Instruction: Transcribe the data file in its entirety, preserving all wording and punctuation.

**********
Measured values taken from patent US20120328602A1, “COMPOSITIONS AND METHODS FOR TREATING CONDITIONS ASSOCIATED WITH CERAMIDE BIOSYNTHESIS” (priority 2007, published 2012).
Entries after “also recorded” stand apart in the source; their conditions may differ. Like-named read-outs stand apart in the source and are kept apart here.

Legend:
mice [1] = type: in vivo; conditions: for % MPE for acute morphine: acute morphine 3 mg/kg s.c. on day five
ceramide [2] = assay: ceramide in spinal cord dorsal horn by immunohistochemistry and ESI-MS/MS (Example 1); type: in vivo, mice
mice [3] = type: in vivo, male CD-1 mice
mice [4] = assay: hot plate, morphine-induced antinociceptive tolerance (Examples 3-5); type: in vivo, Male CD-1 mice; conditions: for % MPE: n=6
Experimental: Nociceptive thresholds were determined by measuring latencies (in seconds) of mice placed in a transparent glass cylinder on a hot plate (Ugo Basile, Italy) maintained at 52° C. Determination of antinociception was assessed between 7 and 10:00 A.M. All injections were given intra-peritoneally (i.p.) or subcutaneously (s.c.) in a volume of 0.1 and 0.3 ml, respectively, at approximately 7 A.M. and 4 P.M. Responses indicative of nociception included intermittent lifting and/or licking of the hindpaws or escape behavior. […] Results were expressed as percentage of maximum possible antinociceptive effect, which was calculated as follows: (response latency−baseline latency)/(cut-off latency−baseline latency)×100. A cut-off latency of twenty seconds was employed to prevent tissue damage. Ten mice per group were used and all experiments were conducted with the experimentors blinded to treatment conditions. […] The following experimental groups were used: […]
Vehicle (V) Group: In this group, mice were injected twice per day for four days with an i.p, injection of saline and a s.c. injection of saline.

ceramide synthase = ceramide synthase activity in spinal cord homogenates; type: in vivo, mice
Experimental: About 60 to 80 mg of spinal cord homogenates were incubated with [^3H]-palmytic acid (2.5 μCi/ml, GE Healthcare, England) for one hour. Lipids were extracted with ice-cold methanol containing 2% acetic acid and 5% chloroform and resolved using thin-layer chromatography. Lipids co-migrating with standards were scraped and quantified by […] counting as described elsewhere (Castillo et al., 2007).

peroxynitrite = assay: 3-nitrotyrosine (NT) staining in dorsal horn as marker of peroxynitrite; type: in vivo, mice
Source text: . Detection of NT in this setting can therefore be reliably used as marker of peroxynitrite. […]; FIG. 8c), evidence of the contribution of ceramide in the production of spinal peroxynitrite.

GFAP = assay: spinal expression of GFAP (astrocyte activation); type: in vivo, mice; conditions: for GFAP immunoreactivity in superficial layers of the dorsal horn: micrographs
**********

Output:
Measured values taken from patent US20120328602A1, “COMPOSITIONS AND METHODS FOR TREATING CONDITIONS ASSOCIATED WITH CERAMIDE BIOSYNTHESIS” (priority 2007, published 2012).
Entries after “also recorded” stand apart in the source; their conditions may differ. Like-named read-outs stand apart in the source and are kept apart here.

Legend:
mice [1] = type: in vivo; conditions: for % MPE for acute morphine: acute morphine 3 mg/kg s.c. on day five
ceramide [2] = assay: ceramide in spinal cord dorsal horn by immunohistochemistry and ESI-MS/MS (Example 1); type: in vivo, mice
mice [3] = type: in vivo, male CD-1 mice
mice [4] = assay: hot plate, morphine-induced antinociceptive tolerance (Examples 3-5); type: in vivo, Male CD-1 mice; conditions: for % MPE: n=6
Experimental: Nociceptive thresholds were determined by measuring latencies (in seconds) of mice placed in a transparent glass cylinder on a hot plate (Ugo Basile, Italy) maintained at 52° C. Determination of antinociception was assessed between 7 and 10:00 A.M. All injections were given intra-peritoneally (i.p.) or subcutaneously (s.c.) in a volume of 0.1 and 0.3 ml, respectively, at approximately 7 A.M. and 4 P.M. Responses indicative of nociception included intermittent lifting and/or licking of the hindpaws or escape behavior. […] Results were expressed as percentage of maximum possible antinociceptive effect, which was calculated as follows: (response latency−baseline latency)/(cut-off latency−baseline latency)×100. A cut-off latency of twenty seconds was employed to prevent tissue damage. Ten mice per group were used and all experiments were conducted with the experimentors blinded to treatment conditions. […] The following experimental groups were used: […]
Vehicle (V) Group: In this group, mice were injected twice per day for four days with an i.p, injection of saline and a s.c. injection of saline.

ceramide synthase = ceramide synthase activity in spinal cord homogenates; type: in vivo, mice
Experimental: About 60 to 80 mg of spinal cord homogenates were incubated with [^3H]-palmytic acid (2.5 μCi/ml, GE Healthcare, England) for one hour. Lipids were extracted with ice-cold methanol containing 2% acetic acid and 5% chloroform and resolved using thin-layer chromatography. Lipids co-migrating with standards were scraped and quantified by […] counting as described elsewhere (Castillo et al., 2007).

peroxynitrite = assay: 3-nitrotyrosine (NT) staining in dorsal horn as marker of peroxynitrite; type: in vivo, mice
Source text: . Detection of NT in this setting can therefore be reliably used as marker of peroxynitrite. […]; FIG. 8c), evidence of the contribution of ceramide in the production of spinal peroxynitrite.

GFAP = assay: spinal expression of GFAP (astrocyte activation); type: in vivo, mice; conditions: for GFAP immunoreactivity in superficial layers of the dorsal horn: micrographs